Breaking Broody

My solution to help a broody hen find her purpose.

by Rachel Hurd Anger
PHOTO: Rachel Hurd Anger

Helen, my Australorp, is the only hen of the flock that’s aspired to motherhood. She’s always been a dedicated mother. In general, the Australorp breed does make for a good mother hen, and Helen’s personal temperament is exactly what one can expect from this breed. She’s gentle, calm, patient and purposeful in her behaviors. Twice a year, in spring and fall, Helen takes to the nest for about two weeks, plucking out her own belly feathers with or without eggs to keep warm.

This summer, Helen entered a phase of extreme brooding. Since the death of my Red Star this last winter, Mabel’s former role has been up for grabs (and pecks). Meanwhile, Helen has been left in the nest.

At first, Helen defaulted as head hen in place of our fallen Red Star. When spring came and Helen became broody, our middle-of-the-flock hens started taking on roles. These are the hens with no formal roles within the flock, no behavior issues, but higher than last in the pecking order. I call them auxiliary hens.

The flock has no clear leader, and they’ve all ganged up on sweet Helen, forcing her to continue brooding.

For more than two months now, Helen has sat obediently on her nest. When I lift her out to encourage her to care for herself, the others peck and chase her once my back is turned, and it continues until she returns to the nest. Helen is thinner than she should be, yet she has continued to puff up her feathers in defense of an imaginary clutch.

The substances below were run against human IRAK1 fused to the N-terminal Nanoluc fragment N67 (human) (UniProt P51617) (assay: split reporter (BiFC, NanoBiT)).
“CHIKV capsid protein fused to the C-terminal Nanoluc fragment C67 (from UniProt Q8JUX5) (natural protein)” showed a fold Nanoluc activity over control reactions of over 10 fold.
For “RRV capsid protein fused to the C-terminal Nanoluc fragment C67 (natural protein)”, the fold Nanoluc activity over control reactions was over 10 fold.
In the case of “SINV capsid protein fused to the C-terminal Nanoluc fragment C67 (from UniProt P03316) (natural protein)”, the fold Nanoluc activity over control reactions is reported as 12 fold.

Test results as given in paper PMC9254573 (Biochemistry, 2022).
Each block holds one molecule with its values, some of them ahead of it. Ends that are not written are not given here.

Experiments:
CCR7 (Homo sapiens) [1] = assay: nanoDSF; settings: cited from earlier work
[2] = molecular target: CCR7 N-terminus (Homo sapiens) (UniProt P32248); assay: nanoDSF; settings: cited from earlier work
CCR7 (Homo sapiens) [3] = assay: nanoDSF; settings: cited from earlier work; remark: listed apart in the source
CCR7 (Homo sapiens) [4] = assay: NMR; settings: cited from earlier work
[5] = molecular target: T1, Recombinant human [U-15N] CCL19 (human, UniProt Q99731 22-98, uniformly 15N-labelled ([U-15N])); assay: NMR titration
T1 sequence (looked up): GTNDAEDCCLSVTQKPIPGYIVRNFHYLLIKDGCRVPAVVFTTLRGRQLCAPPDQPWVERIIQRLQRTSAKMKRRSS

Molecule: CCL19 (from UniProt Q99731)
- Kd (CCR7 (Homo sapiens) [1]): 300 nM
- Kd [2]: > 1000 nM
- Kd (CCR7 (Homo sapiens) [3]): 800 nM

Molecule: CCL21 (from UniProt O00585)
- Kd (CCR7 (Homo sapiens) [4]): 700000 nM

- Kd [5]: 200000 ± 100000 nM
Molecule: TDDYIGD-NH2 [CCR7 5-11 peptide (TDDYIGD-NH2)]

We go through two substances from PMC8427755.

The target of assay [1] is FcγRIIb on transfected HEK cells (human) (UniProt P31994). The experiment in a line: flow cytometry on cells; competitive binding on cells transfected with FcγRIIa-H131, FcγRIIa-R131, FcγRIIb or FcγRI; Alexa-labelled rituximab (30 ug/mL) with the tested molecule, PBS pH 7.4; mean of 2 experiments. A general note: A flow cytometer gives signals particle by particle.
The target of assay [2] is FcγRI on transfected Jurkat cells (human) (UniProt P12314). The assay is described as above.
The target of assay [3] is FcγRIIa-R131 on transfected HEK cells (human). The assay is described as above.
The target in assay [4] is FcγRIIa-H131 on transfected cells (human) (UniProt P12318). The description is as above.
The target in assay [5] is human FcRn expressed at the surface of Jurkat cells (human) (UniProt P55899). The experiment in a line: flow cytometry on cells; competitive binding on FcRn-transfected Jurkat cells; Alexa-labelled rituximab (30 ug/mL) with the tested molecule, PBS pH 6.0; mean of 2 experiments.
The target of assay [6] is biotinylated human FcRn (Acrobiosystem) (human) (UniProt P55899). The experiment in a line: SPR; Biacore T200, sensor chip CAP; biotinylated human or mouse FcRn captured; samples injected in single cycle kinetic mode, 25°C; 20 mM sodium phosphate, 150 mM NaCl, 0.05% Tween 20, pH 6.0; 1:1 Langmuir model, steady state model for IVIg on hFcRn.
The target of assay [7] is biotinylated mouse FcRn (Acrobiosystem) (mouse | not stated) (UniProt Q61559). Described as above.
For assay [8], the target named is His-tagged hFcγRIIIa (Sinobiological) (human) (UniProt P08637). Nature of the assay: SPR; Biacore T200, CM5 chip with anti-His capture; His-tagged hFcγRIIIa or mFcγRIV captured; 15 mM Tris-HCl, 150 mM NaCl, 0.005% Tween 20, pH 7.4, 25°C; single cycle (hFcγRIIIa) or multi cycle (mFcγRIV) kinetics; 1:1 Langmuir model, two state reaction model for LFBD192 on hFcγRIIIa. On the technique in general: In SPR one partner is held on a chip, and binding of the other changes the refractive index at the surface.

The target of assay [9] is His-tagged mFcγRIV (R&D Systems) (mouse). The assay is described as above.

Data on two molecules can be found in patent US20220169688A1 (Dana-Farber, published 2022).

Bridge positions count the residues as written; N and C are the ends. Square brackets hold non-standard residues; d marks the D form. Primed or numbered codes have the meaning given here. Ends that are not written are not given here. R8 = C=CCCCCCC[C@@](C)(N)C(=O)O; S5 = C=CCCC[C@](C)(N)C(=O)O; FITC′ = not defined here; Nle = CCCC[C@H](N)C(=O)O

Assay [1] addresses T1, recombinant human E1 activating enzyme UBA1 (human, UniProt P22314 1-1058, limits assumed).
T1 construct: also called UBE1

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I’ve been trying to break her broodiness all summer, removing the eggs promptly, bringing her out of the nest, and allowing her to free range alone with the rest of the flock confined to the run. I’ve done everything but isolate her, allowing her the freedom to follow her instincts.

Introducing Motherhood

The baby chicks are now 2½ weeks old, so they were due for a field trip to the backyard. I lured the free-ranging girls back inside the run with a freshly burned waffle, and let the chicks out of the brooder. Within seconds of my releasing them from the brooder, the babies headed straight to the coop, climbing the hardware cloth that secures the run, and trying to find a way in. (How did they know that’s home?)

Helen left her nest and came downstairs to the run. Her eyes! She looked mesmerized, terrified and/or overjoyed!

I let Helen out of the run to look closer while my husband guarded the chicks.

Helen got close, and then ran away, cocking her head to keep an eye on the chicks. She got close again, ran away, kept an eye. This went on for a while, until I was tired of following Helen, guarding against unpredictability. I packed the babies into the brooder and brought them back into the house. The babies protested.

I don’t know whether Helen thought she’d succeeded in hatching babies, or if the chicks’ relentless chirping was like a bad babysitting job turned birth control.

What I do know is that after a long period of obsessive nesting, Helen isn’t broody anymore. This morning as the aging girls sun their feathers in the run, Helen is at the feeder caring for herself again.

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